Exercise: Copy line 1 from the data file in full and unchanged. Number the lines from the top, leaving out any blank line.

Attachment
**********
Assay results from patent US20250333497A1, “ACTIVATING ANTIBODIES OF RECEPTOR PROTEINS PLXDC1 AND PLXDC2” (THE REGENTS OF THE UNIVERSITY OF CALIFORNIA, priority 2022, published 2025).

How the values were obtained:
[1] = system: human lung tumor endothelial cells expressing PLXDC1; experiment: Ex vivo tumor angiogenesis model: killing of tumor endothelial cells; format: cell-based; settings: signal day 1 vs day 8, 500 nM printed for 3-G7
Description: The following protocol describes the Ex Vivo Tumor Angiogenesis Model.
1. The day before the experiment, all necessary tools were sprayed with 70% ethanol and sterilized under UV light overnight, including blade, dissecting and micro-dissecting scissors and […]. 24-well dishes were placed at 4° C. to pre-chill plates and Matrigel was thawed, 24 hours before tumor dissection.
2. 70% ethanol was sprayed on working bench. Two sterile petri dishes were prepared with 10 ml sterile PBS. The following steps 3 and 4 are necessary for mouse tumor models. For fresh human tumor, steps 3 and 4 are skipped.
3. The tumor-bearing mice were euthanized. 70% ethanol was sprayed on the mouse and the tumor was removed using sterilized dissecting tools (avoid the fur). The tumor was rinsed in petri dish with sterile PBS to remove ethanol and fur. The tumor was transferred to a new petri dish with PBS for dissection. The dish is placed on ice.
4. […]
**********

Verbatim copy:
Assay results from patent US20250333497A1, “ACTIVATING ANTIBODIES OF RECEPTOR PROTEINS PLXDC1 AND PLXDC2” (THE REGENTS OF THE UNIVERSITY OF CALIFORNIA, priority 2022, published 2025).